regions, the conductivity of which is
modulated by the gate-source voltage.

MOS Transistor under


Static Conditions

- gamma is called the body-effect


coefficient.
Fermi Potential.
The threshold voltage, VT has a positive
value for a typical NMOS device, while it
is negative for a normal PMOS
transistor.

MOS Transistor under


Static Conditions
Linear / Resistive Region (cont.)
Assume now that VGS > VT and that a small
voltage, VDS, is applied between drain and
source. The voltage difference causes a
current ID to flow from drain to source.
VGS < VT
VDS < VGS VT

MOS Transistor under


Static Conditions
Therefore;

The operation region where Eq. (3.25) holds


is hence called the resistive or linear region.
One of its main properties is that it displays
a continuous conductive channel between
source and drain regions.

MOS Transistor under


Static Conditions
Saturation Region
As the value of the drain-source voltage, V DS
is further increased, the assumption that
the channel voltage is larger than the
threshold all along the channel ceases to
hold. At that point, the induced charge is
VGSzero,
< VT and the conducting channel disappears
or is pinched off.
VDS > VGS VT
Saturation region

MOS Transistor under


Static Conditions
The Saturation Region (cont.)
the channel thickness gradually is
reduced from source to drain until
pinch-off occurs. Under those
circumstances, the transistor is in the
saturation region, and Eq. (3.25) no
longer holds. The current remains
constant.

MOS Transistor under


Static Conditions
Channel-Length Modulation
The equation in 3.29 seems to suggest that
the transistor in the saturation mode acts as
a perfect current source. The current
between drain and source terminal is a
constant, independent of the applied
voltage, VDS over the terminals.
This not entirely correct. The effective
length of the conductive channel, L is
actually modulated by the applied VDS.
As can be observed from Eq. (3.29), the
current increases when the length factor L is
decreased. A more accurate description of
the current of the MOS transistor is

MOS Transistor under


Static Conditions
Channel-Length Modulation (cont)

an empirical parameter, called the


channel-length modulation.

MOS Transistor under


Static Conditions
Velocity Saturation
the velocity of the carriers is
proportional to the electrical field. In
other words, the carrier mobility is a
constant.

MOS Transistor under


Static Conditions
Velocity Saturation (cont)
However, at high field strengths, the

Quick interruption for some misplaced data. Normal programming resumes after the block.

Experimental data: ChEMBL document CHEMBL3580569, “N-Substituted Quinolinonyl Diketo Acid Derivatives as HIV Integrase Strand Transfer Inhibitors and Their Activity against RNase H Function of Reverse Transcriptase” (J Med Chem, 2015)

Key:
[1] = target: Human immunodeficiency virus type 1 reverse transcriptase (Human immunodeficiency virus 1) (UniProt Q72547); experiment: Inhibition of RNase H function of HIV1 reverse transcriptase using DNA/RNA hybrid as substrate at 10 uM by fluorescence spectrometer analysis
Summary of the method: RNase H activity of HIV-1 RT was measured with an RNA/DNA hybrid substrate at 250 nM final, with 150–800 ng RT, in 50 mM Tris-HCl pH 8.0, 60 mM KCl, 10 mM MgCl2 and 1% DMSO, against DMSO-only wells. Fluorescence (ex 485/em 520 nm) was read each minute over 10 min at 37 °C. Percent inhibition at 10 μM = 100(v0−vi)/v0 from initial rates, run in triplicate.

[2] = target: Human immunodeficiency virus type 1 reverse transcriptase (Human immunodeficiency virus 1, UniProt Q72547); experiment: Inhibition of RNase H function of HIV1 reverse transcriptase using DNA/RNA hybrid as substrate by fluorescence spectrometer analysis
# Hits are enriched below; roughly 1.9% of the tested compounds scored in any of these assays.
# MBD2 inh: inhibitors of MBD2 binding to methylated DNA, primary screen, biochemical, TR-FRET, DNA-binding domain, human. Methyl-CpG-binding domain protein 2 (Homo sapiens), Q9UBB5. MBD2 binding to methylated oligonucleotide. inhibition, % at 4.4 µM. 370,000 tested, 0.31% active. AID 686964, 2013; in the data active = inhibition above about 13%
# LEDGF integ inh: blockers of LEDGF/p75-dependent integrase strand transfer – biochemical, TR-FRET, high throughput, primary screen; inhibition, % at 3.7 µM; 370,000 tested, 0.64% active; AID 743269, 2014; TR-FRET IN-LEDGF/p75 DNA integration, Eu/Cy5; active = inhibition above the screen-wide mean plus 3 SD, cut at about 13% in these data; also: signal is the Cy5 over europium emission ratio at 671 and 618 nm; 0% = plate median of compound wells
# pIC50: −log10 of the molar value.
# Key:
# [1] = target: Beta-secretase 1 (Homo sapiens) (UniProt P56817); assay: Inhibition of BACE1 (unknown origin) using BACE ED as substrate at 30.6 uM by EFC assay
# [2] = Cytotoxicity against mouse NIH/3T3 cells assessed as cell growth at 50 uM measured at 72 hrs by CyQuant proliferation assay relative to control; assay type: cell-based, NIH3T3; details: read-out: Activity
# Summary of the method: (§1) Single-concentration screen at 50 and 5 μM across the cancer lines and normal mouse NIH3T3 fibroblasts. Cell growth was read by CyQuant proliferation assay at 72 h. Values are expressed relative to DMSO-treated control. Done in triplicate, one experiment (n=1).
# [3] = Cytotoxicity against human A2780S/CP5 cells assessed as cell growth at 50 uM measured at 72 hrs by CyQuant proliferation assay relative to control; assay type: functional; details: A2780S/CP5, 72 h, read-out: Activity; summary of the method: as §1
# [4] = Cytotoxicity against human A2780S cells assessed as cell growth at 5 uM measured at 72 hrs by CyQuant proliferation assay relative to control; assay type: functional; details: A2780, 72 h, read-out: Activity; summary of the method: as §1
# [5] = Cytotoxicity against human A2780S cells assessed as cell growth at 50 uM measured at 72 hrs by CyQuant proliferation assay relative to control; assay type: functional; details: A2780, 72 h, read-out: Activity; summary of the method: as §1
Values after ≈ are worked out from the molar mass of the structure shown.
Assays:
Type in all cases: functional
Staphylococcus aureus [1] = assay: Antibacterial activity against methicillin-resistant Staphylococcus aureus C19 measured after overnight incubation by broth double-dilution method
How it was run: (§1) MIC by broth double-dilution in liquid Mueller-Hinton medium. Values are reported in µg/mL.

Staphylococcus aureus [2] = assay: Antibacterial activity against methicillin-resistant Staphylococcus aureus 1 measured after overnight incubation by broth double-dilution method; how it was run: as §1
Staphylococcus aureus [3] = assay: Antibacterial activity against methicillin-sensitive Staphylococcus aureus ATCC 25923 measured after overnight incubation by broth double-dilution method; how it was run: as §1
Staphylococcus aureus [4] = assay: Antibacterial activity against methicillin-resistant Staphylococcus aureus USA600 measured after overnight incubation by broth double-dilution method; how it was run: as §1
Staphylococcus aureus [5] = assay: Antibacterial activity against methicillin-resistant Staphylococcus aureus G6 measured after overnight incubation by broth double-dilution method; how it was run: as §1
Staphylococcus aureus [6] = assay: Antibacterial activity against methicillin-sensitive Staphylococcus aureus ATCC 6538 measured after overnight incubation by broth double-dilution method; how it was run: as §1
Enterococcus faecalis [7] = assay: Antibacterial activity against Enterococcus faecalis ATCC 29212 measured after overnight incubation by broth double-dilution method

carriers fail to follow this linear model. In
fact, when the electrical field along the
channel reaches a critical value c, the
velocity of the carriers tends to saturate
due to scattering effects (collisions suffered
by the carriers).

MOS Transistor under


Static Conditions
Velocity Saturation (example)

For p-type silicon, the critical field at which


electron saturation occurs is around 1.5 x
106 V/m (or 1.5 V/m), and the saturation
velocity sat approximately equals 105 m/s.
This means that in an NMOS device with a
channel length of 1 m, only a couple of

I-V Plot for NMOS


Two NMOS transistors implemented in
the same technology and with the same
W/L ratio = 1.5.
The main difference however is that the
first device has a long channel length
(Ld = 10 m), while the second
transistor is a short channel device (Ld
= 0.25 m) and experiences velocity
saturation.

I-V Plot for NMOS

Long-channel device Quadratic


dependence.
Short-channel device Linear

I-V Plot for NMOS

CMOS Latch-Up
Latch up pertains to a failure
mechanism where a parasitic Silicon
Controlled Rectifier (SCR) is
inadvertently created within a circuit,
causing a high amount of current to
continuously flow through it once it is
accidentally triggered or turned on.
Depending on the circuits involved, the
amount of current flow produced by this
mechanism can be large enough to
result in permanent destruction of the
device due to Electrical OverStress
(EOS).

CMOS Latch-Up

The SCR (n-p-n-p structure) is formed by the


source of the NMOS, the p-substrate, the nwell and the source of the PMOS.

CMOS Latch-Up
Effect:
CMOS transistor not functioning
properly.
If the transistor gain and resistance
increase continuously, latch-up current
can permanently damage or destroying
junctions. Therefore, the transistor
cant be use.

CMOS Latch-Up
Prevention:
1. Latch up-resistant design where a layer of
insulating oxide (called a trench) surrounds
both the NMOS and the PMOS transistors.
This breaks the parasitic SCR structure
between these transistors.

CMOS Latch-Up
Prevention:
2. Reduce the well and substrate resistances
will producing lower voltage drops.
Higher substrate doping level.
Low resistance contact to GND.
Guard rings around p-well or n-well.